Throughout the history of cinema, films have been split into multiple parts. This concept started with serials, which were usually 10-30 minute chapters. As time progressed, longer films with intermissions were introduced to allow audiences to take a break.
In the 21st century, big-budget films are often split into at least two parts, particularly when adapting novels such as Harry Potter and the Deathly Hallows or The Hobbit.
Why More Movies Are Being Splint Into Two Parts in 2023
It is important to differentiate between films being split up and sequels. Sequels typically have a time skip between the events of the previous film and its sequel, while a film split into two parts continues almost directly after part one. Some novel adaptations, particularly the last book, are split into two parts due to the amount of content.
There are three main reasons why blockbuster films are divided into multiple parts: creative, practical, and financial intentions. Creativity plays a major role in the decision to split a film, as it allows for intentional storytelling purposes. For example, Mission: Impossible – Dead Reckoning and Dune Part Two were split due to the creative direction of the filmmakers.
Practicality is another reason why films are divided into parts. Directors do not want their audience to leave during a needlessly long film, so splitting it up allows for a more manageable viewing experience. For instance, Spider-Man: Across the Spider-Verse expands on the Spider-Verse story, which requires a larger story and may necessitate a second or third part.
Finally, financial gain is always a consideration when splitting a film. Making a film requires a significant budget, and the creators aim to offset the cost of production through box office earnings. With major franchises, a clear love for the story is present, and everyone wants it to end with something incredible. For example, the latest installment of the Fast & Furious franchise, Fast X, has a budget of over $340 million and needs to earn roughly $850 million to hit its benchmark. Despite the risks, a trilogy may be worth it for Universal Pictures for financial gain.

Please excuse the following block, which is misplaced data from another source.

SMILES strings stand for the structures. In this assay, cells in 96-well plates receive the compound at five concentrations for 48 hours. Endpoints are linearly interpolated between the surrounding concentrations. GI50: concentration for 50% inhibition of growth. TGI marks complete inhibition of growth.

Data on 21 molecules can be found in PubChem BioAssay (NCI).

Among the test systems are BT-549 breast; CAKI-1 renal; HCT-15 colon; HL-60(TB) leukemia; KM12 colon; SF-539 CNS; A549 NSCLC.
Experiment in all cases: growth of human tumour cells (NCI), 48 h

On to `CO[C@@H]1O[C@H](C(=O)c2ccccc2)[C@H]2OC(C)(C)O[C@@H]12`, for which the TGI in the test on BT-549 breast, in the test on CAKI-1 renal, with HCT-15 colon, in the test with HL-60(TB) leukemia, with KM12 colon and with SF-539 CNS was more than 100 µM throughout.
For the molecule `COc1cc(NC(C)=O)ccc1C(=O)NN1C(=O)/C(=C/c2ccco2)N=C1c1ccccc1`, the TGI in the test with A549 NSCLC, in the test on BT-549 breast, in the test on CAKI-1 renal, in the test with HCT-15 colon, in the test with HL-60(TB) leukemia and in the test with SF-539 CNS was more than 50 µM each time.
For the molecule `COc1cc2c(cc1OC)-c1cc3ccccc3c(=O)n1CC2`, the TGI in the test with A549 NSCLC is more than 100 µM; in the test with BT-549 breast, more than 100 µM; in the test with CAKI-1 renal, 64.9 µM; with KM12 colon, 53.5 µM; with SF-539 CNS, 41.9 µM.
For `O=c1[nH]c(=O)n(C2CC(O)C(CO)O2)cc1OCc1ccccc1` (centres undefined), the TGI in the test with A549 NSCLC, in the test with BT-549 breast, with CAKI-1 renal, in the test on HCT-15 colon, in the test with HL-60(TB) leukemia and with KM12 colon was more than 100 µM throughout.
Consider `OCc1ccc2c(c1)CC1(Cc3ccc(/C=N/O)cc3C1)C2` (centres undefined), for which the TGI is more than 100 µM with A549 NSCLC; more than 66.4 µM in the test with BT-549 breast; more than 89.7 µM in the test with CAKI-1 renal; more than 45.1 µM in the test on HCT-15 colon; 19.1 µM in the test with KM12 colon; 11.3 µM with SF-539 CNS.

In conclusion, while splitting films into parts is not a new concept, it is becoming more frequent in the 21st century. There are creative, practical, and financial reasons why films are divided into multiple parts, and it is ultimately up to the filmmakers to decide whether or not it is necessary for their story.
Films have been split into multiple parts over the history of cinema. This is not a new concept, but it is becoming more frequent as the world of cinema evolves. Splitting a film into several parts started as serials, usually between 10–30-minute chapters. As this concept progressed, longer films (like three to four hours) would have intermissions in between, so the audience could get up and stretch or refill their snacks/drinks. In the 21st century, big-budget films are splitting their movies into at least two parts. This is especially true with novels adapted into films, like Harry Potter and the Deathly Hallows or The Hobbit.
There is a big difference between films being split up and sequels. Sequels typically have a time skip (typically a year skip) between the events of their predecessor and the events that happen in the sequel. A movie split in two continues almost directly after the ending of part one, with very little time skipped. Some novel adaptations (mostly the last book) get split into two parts simply because there is too much content for one film. But what are the biggest reasons blockbuster films are divided into multiple parts? These are always the three main reasons: creative, practical, and financial intentions.
Creativity has a huge role in making anything—books, movies, artwork, etc. Whenever a film gets split into multiple parts, one of the main reasons for this could be the creative direction. This means that the film is split up intentionally for story purposes. A great example of this is the next Mission: Impossible installment. Mission: Impossible – Dead Reckoning will be released on July 12 as part one of a two-part movie.